Among stable COPD patients, CAT scores were negatively correlated with airflow limitation and diffusing capacity and positively correlated with the extent of emphysema and lung hyperinflation results. We also attempted to determine those factors that might discriminate between a “less symptomatic group” and a “more symptomatic group” based on the new GOLD assessment proposal for COPD guidelines.2 For those patients with similar degrees of airflow limitation (category A vs B and category C vs D), among the variables we investigated, a “less symptomatic group” (CAT scores of <10) and a “more symptomatic group” (CAT scores of ≥10) could be distinguished based on their differences in DLCO/VA (%predicted) and RV/TLC results. In addition, the extent of emphysematous changes on CT was also significantly associated with a higher CAT score. Taken together, these results suggest that a reduced diffusing capacity and lung hyperinflation are two possible causes for the significantly impaired QOL among COPD patients at the same stage of this disease. To the best of our knowledge, ours is the first report to establish a relationship between CAT scores and these COPD-related disease variables.
Another novel and interesting finding this study provides is that category B has a more emphysematous nature than category C. Lange et al10 demonstrated that patients in category B had poorer survival than those in categories A and C, probably due to their higher incidence of cardiovascular disease and cancer. Our present study was cross-sectional in nature, and our results cannot be used to predict the relationship between symptoms and prognosis. However, when the effects of these comorbidities are excluded, diffusing capacity and hyperinflation may be associated with patients’ impaired QOL, and category B has more emphysematous features than category A or C. This might lead to high mortality in category B, considering that CT findings of emphysema predict mortality in COPD.20 Both Lange et al10 and Agusti et al8,9 suggested that higher symptoms in category B may originate from comorbidities and not from airflow limitation. In addition to their hypothesis, we proposed that emphysematous change may be another factor that determines the patient’s prognosis. The GOLD classifications might still need modification for the assessment of emphysema and risk in future.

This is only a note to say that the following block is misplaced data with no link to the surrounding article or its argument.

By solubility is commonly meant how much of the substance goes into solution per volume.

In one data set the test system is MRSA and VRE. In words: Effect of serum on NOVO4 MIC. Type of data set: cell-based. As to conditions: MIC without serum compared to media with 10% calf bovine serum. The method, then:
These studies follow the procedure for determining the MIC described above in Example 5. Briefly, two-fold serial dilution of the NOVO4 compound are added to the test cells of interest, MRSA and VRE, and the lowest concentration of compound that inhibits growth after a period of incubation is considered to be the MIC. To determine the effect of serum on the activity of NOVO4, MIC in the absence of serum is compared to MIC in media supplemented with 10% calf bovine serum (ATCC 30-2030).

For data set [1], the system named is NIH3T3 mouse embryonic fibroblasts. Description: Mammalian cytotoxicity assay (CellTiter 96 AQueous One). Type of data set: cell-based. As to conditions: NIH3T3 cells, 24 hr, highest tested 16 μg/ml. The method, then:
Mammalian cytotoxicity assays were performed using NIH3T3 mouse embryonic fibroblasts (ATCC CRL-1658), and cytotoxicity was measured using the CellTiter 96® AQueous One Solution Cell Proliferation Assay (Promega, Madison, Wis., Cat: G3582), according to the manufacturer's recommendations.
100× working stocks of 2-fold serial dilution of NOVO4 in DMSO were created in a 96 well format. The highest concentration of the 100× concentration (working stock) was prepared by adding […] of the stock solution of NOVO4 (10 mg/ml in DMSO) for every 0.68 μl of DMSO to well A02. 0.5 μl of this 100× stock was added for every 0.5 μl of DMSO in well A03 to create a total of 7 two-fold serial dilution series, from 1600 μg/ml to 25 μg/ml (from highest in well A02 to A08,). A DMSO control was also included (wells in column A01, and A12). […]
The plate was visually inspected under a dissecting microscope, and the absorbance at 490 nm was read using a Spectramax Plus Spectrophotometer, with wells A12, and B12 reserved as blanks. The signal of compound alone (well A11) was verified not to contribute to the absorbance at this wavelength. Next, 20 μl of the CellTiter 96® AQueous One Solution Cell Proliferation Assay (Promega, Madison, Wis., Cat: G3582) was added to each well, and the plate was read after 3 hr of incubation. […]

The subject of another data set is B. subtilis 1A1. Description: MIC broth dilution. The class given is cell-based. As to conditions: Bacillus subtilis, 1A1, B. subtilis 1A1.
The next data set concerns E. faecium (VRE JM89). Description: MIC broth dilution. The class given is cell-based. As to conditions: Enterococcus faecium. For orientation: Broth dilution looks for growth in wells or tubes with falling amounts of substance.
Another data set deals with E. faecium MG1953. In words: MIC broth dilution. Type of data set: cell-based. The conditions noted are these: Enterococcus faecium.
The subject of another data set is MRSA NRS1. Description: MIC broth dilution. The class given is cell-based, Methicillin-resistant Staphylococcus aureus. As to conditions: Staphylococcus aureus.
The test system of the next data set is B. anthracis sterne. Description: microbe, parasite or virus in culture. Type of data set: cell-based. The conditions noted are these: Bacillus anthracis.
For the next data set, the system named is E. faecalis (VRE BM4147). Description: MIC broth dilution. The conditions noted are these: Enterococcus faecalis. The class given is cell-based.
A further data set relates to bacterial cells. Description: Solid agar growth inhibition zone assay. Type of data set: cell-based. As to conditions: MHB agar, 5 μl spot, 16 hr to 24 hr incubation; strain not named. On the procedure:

Our results are not consistent with the past cohort, which reported that low attenuation area in CT increased from categories A–B to C–D.8 This inconsistency might result from the different QOL evaluation system used. They used mMRC for categorization, which reflects only one aspect of COPD (ie, breathlessness), while we used the CAT, which is more comprehensive.21 Han et al21 compared the mMRC and St George’s Respiratory Questionnaire scores (as a surrogate of CAT) and concluded that the distribution of the four categories was significantly different. They reported that use of mMRC resulted in more patients being placed into categories A and C. There are similar reports that describe differences in distributions of COPD categories when CAT or mMRC are used.22–25 As our study uses CAT rather than mMRC in categorization, it is a better match for the GOLD 2014 recommendations than were previous studies.
We also have to take note of the low frequency of acute exacerbations in this study. In the present study, patients were in the clinic every 1–2 months, and so it is unlikely that we failed to detect exacerbations. However, previous studies reported that Japanese experience fewer exacerbations.26,27 Considering the GOLD document, which classifies COPD patients with exacerbation history, it is unsurprising that distributions and characteristics of each COPD category vary from region to region.
There were limitations to our study. First, our sample size was small because this study was conducted in a single facility, though reproducibility in analyzing by MDCT and PFT is warranted. Second, the majority of our COPD patients were in categories A and B, due to institutional bias. However, although there are some limitations, our findings are of significance because association between COPD category and severity of the emphysematous lesion was clarified.
CAT scores were significantly associated not only with airflow limitation, but also with diffusing capacity, lung hyperinflation, and radiographic emphysema among stable COPD patients. In a similar situation of airflow limitation, reducing diffusing capacity and lung hyperinflation are the two possible causes that impair patient’s QOL. When using the CAT for categorization, a “less symptomatic group” (CAT scores of <10) and a “more symptomatic group” (CAT scores of ≥10) can be distinguished based on their differences in emphysema or hyperinflation. In addition, the use of CAT for categorization reveals that GOLD category B might have more emphysematous findings than category C.
We wish to thank to Mrs Akiko Moriya (Chiba University) and Mrs Saori Hiruta (Chiba University) for technical assistance. This work was supported in part by a grant to the Respiratory Failure Research Group from the Ministry of Health, Labor and Welfare of Japan.
All authors contributed toward data analysis, drafting and revising the paper and agree to be accountable for all aspects of the work.
Dr Tatsumi reports grants from Boehringer Ingelheim Japan, Inc., Pfizer, Inc., and Astellas, Inc. outside this work. The authors report no other conflicts of interest in this work.